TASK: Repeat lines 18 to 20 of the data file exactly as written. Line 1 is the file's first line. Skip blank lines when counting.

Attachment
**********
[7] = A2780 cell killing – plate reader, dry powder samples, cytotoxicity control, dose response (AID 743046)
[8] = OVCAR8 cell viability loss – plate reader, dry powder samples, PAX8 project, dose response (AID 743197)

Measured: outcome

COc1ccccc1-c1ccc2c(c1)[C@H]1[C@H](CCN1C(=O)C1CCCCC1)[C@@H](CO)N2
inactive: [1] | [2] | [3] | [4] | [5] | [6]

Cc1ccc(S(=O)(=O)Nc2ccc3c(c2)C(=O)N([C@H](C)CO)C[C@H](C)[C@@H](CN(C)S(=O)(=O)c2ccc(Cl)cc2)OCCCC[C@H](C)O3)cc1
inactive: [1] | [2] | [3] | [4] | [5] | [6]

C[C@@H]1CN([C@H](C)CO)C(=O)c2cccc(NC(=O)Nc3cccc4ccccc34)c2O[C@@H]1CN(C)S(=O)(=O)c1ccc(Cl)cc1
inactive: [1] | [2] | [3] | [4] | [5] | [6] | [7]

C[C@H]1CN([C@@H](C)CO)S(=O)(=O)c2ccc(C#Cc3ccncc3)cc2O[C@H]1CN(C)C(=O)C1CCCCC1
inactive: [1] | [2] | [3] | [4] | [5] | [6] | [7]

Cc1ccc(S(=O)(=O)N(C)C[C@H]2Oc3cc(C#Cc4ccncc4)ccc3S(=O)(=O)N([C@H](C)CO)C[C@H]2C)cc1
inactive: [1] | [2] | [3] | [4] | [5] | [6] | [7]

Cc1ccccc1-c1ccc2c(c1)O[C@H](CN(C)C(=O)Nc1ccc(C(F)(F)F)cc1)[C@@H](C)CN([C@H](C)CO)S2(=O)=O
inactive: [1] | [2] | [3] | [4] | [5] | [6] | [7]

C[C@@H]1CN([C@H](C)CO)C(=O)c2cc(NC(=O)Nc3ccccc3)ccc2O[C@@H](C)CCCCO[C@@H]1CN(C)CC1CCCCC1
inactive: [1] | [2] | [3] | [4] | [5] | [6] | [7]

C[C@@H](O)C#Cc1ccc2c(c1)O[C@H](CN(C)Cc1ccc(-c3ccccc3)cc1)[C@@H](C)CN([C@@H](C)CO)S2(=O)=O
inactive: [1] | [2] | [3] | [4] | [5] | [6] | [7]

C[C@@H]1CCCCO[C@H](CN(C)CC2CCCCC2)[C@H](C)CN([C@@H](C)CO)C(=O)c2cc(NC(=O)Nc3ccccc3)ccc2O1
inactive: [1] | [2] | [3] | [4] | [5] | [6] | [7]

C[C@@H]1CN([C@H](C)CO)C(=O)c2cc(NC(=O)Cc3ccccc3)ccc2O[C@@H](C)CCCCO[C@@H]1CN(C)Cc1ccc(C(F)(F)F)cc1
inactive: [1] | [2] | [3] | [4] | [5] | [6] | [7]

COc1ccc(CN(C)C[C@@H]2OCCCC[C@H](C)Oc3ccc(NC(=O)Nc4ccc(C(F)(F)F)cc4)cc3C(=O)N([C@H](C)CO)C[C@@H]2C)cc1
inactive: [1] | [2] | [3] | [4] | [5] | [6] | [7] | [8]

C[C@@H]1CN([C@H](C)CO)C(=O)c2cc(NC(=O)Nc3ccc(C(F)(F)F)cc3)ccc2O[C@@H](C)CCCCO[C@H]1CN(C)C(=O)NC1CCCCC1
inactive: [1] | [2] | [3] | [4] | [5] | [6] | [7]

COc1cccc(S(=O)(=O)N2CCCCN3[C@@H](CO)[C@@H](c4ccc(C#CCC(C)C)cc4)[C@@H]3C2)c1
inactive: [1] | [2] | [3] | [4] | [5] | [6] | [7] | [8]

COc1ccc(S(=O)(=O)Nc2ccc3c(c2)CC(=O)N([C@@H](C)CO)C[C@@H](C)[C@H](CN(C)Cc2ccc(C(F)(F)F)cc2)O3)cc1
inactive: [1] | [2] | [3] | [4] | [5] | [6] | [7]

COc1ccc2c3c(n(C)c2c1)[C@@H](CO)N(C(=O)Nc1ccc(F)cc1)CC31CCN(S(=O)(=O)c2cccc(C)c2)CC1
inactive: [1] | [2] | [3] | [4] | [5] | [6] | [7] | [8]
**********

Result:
C[C@@H](O)C#Cc1ccc2c(c1)O[C@H](CN(C)Cc1ccc(-c3ccccc3)cc1)[C@@H](C)CN([C@@H](C)CO)S2(=O)=O
inactive: [1] | [2] | [3] | [4] | [5] | [6] | [7]

C[C@@H]1CCCCO[C@H](CN(C)CC2CCCCC2)[C@H](C)CN([C@@H](C)CO)C(=O)c2cc(NC(=O)Nc3ccccc3)ccc2O1